Do older workers languish in unemployment longer than younger workers after redundancy? Or are employers keen to snap up experienced workers fresh out of work? We've analysed the data.

The 2006 analysis: evidence of age discrimination?


The  2006 analysis shows considerable difference between the length of time it take various age groups to find employment. There is a downwards trend as you progress up the age groups. For example, less than half of those aged 16-19 take more than 3 months to find a new job, compared with nearly 7 out of 10 of those aged 55-59.

Old people are more likely to spend longer unemployed than younger people. Arguably, this is evidence of age discrimination in recruitment and selection.

The 2009 analysis: no age discrimination


Compared with 2006, there is more uniformity of treatment.  There is still some variation amongst the age groups, but this is much less pronounced. Those aged 20-64 all took a broadly similar amount of time to find new employment.

There are still some outliers at the extremes of the age range, At these levels, an employer would find it much easier to justify any age discrimination in recruitment and selection. 

The 2012 analysis: increasingly unequal treatment


All age groups are spending longer unemployed. Excluding the extremes of ages, little more than 50% of people find employment within 6 months.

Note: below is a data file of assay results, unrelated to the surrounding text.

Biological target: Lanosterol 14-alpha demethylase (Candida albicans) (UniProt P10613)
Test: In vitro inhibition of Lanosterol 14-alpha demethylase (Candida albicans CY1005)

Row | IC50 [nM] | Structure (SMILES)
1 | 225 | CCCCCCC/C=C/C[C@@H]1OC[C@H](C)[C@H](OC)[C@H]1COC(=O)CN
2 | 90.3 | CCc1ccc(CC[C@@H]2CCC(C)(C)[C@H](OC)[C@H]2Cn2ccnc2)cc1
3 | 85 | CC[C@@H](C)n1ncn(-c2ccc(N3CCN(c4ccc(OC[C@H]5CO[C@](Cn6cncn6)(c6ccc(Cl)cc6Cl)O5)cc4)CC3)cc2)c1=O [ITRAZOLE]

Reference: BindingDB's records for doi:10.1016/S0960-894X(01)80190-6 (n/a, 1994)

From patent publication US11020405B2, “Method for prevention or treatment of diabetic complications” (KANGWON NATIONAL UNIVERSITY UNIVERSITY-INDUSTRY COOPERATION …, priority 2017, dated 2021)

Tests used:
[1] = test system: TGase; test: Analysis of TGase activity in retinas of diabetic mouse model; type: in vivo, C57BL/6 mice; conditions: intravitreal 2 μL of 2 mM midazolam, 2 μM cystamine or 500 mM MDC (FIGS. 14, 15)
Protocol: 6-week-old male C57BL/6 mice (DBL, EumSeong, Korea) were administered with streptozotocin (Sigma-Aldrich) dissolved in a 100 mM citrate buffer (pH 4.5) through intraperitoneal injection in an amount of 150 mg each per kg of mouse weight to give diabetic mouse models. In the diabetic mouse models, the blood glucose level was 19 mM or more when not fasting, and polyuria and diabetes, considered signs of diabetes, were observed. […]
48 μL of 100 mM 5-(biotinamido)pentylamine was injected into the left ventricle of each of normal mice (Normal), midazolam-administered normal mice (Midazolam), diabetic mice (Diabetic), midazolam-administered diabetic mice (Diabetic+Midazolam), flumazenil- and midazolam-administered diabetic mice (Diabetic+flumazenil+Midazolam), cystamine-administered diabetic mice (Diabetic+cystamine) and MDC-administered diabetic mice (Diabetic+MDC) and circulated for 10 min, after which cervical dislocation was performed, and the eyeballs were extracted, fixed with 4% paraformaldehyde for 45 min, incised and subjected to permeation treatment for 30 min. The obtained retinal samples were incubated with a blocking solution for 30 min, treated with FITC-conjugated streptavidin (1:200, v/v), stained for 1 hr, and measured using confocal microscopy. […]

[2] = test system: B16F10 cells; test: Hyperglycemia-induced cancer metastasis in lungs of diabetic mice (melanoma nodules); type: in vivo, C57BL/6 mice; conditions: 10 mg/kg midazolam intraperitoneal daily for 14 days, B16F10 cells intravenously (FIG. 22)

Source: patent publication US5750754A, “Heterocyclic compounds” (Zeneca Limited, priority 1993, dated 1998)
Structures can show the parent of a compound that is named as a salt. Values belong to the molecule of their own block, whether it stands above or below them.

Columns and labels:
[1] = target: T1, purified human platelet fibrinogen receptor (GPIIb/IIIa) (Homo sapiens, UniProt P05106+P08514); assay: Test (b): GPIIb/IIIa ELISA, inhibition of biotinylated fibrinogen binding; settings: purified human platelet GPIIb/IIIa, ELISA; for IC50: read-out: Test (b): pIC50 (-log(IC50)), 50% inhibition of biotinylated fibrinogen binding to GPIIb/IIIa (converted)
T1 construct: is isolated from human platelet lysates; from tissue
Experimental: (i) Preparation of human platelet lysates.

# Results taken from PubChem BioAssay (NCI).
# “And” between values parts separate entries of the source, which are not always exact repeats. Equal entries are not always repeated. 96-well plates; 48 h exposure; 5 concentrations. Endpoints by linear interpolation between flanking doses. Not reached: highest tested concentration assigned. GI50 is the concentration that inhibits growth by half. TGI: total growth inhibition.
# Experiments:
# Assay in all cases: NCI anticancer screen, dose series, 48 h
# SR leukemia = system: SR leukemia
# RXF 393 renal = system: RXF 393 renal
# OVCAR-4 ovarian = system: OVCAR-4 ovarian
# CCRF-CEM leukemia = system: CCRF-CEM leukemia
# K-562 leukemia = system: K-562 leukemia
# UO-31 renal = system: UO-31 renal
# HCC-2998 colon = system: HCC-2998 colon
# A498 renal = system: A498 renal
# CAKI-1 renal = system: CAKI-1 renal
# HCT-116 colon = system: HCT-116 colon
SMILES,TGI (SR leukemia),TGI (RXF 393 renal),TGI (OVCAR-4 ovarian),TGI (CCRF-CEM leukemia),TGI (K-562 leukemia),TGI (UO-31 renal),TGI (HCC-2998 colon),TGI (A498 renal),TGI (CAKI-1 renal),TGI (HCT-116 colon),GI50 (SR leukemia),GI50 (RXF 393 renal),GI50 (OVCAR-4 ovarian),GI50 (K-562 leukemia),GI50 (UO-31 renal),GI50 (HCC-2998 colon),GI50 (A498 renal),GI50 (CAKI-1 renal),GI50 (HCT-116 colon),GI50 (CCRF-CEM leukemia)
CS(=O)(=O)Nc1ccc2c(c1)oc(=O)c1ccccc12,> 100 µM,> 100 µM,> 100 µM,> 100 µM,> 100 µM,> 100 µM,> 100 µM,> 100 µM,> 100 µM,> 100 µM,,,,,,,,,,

In addition, the downward trend that can be seen in the 2006 graph is back. Our conclusion from the 2009 data no longer appears substantiated. Each five year age group tends to be more likely to spend longer unemployed than the one before. Age is again a predictor of the time taken to find new work following redundancy.

That said, there are a couple of exceptions: those aged 30-34 and those aged 40-44.

Those aged 30-34 tend to spend a bit less time unemployed than the trend would otherwise suggest. Whilst compared to other age groups, those 40-44 years old spend longer unemployed. Less than 20% of this age group find work within 3 months – the lowest of all age groups.

Another thing to note is that the older age groups were more likely to be out of work for longer following redundancy in 2012 than they were in either 2006 or 2009. 

The data for the 2009, 2012 and 2015 analysis was obtained using a bespoke request to the ONS using variables AGE, DURUN2, REDYL11 and PWTA11. 

The 2015 analysis


This graph is very different to those in previous years. This is because of a change in the way the ONS collect their data. The variable REDYL11 has been replaced with REDYL13. This new variable separates redundancy out into two categories: voluntary and non-voluntary. The graph above represents a sum of both voluntary and involuntary redundancy.

In addition, the population weights are different. The data for 2012 was weighted to the 2011 population estimate. The data for 2015 was weighted to the 2017 population estimate.

Many of the data points were empty as they contained too few individuals to be reliable. This has affected the graph a lot and, as a result, it is difficult to draw any insights out of it. 

The data for the 2015 analysis was obtained using a bespoke request. The data is available here.